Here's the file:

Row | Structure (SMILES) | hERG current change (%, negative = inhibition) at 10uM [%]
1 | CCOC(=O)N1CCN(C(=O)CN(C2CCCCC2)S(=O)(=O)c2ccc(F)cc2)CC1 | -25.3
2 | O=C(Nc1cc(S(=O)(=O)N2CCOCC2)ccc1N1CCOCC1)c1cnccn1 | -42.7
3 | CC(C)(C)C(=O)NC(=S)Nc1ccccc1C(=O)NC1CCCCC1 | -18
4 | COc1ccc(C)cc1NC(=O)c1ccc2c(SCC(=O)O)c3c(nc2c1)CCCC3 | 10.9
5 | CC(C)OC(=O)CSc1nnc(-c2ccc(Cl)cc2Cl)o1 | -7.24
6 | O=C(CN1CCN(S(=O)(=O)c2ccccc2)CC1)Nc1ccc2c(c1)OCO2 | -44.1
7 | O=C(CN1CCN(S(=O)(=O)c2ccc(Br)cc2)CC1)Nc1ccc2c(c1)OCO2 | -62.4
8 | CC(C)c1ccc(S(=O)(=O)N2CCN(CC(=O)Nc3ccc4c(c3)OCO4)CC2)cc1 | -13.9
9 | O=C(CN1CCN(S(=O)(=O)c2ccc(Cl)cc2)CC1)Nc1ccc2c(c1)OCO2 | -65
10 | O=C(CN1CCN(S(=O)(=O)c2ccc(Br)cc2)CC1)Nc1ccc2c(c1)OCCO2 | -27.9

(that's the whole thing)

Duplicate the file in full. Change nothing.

Row | Structure (SMILES) | hERG current change (%, negative = inhibition) at 10uM [%]
1 | CCOC(=O)N1CCN(C(=O)CN(C2CCCCC2)S(=O)(=O)c2ccc(F)cc2)CC1 | -25.3
2 | O=C(Nc1cc(S(=O)(=O)N2CCOCC2)ccc1N1CCOCC1)c1cnccn1 | -42.7
3 | CC(C)(C)C(=O)NC(=S)Nc1ccccc1C(=O)NC1CCCCC1 | -18
4 | COc1ccc(C)cc1NC(=O)c1ccc2c(SCC(=O)O)c3c(nc2c1)CCCC3 | 10.9
5 | CC(C)OC(=O)CSc1nnc(-c2ccc(Cl)cc2Cl)o1 | -7.24
6 | O=C(CN1CCN(S(=O)(=O)c2ccccc2)CC1)Nc1ccc2c(c1)OCO2 | -44.1
7 | O=C(CN1CCN(S(=O)(=O)c2ccc(Br)cc2)CC1)Nc1ccc2c(c1)OCO2 | -62.4
8 | CC(C)c1ccc(S(=O)(=O)N2CCN(CC(=O)Nc3ccc4c(c3)OCO4)CC2)cc1 | -13.9
9 | O=C(CN1CCN(S(=O)(=O)c2ccc(Cl)cc2)CC1)Nc1ccc2c(c1)OCO2 | -65
10 | O=C(CN1CCN(S(=O)(=O)c2ccc(Br)cc2)CC1)Nc1ccc2c(c1)OCCO2 | -27.9